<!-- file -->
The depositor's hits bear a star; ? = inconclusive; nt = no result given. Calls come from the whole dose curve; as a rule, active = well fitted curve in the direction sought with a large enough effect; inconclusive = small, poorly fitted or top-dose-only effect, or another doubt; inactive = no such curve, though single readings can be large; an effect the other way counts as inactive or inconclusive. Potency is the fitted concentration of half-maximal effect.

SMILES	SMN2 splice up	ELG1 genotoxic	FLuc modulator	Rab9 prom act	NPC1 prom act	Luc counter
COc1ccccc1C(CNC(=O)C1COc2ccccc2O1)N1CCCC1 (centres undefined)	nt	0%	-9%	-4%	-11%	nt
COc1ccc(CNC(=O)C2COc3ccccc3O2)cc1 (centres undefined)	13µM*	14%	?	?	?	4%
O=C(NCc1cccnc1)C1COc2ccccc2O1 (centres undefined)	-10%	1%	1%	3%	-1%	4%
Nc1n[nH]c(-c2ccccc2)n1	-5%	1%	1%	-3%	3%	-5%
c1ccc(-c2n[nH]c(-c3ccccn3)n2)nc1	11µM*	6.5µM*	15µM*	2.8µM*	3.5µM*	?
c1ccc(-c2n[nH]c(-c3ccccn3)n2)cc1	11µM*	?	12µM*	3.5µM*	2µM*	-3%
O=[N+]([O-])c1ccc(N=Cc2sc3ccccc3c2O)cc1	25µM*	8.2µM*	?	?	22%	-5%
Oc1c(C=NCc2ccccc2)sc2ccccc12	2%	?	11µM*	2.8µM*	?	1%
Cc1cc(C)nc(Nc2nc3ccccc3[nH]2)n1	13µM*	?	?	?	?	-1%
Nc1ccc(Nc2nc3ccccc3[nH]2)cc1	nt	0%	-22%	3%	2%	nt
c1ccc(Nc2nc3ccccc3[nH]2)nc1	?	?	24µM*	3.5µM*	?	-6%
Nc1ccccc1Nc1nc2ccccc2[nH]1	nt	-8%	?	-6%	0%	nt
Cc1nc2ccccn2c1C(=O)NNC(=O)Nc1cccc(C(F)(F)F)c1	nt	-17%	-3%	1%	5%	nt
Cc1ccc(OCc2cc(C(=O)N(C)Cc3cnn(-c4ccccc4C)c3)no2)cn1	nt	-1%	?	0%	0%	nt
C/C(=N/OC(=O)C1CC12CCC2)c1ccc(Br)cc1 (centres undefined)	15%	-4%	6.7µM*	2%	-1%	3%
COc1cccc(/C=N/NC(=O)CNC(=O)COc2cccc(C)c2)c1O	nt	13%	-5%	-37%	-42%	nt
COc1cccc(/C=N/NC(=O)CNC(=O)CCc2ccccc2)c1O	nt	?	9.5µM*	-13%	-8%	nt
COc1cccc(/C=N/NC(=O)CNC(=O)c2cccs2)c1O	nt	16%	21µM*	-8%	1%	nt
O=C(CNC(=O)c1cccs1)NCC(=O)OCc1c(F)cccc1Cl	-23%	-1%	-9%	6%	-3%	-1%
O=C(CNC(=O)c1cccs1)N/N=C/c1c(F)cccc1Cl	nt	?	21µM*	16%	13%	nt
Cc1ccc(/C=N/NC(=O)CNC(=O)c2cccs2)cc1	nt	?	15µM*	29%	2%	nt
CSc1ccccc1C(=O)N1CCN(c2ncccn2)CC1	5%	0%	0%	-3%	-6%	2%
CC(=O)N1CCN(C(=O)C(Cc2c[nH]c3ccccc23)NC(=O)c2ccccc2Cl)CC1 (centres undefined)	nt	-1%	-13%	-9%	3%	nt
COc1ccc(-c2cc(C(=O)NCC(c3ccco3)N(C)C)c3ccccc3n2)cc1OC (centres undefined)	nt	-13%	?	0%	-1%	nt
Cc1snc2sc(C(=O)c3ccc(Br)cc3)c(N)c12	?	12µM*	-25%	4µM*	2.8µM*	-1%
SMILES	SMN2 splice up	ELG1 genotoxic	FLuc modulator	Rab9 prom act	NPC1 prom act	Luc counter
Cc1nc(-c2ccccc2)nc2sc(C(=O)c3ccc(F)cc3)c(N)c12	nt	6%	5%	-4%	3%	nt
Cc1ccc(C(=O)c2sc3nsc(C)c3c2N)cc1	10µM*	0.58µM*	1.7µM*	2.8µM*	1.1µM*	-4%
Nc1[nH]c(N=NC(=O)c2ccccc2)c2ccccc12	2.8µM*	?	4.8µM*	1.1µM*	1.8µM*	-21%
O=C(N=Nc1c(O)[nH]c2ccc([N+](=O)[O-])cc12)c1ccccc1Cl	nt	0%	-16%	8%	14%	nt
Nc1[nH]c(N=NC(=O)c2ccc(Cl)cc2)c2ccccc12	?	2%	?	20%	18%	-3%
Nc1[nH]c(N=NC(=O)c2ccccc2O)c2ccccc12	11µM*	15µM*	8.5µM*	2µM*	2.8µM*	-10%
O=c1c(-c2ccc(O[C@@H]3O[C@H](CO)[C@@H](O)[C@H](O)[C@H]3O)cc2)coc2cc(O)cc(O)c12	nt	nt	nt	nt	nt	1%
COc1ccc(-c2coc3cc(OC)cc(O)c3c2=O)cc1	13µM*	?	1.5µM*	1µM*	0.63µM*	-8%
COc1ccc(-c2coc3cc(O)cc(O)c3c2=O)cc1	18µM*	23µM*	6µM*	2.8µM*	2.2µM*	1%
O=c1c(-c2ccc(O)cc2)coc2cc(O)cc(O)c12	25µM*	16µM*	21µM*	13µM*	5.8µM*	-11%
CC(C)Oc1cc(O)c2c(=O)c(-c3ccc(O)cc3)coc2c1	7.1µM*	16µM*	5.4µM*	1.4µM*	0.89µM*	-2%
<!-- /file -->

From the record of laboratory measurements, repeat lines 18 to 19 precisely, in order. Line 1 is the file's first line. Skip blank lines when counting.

COc1cccc(/C=N/NC(=O)CNC(=O)COc2cccc(C)c2)c1O	nt	13%	-5%	-37%	-42%	nt
COc1cccc(/C=N/NC(=O)CNC(=O)CCc2ccccc2)c1O	nt	?	9.5µM*	-13%	-8%	nt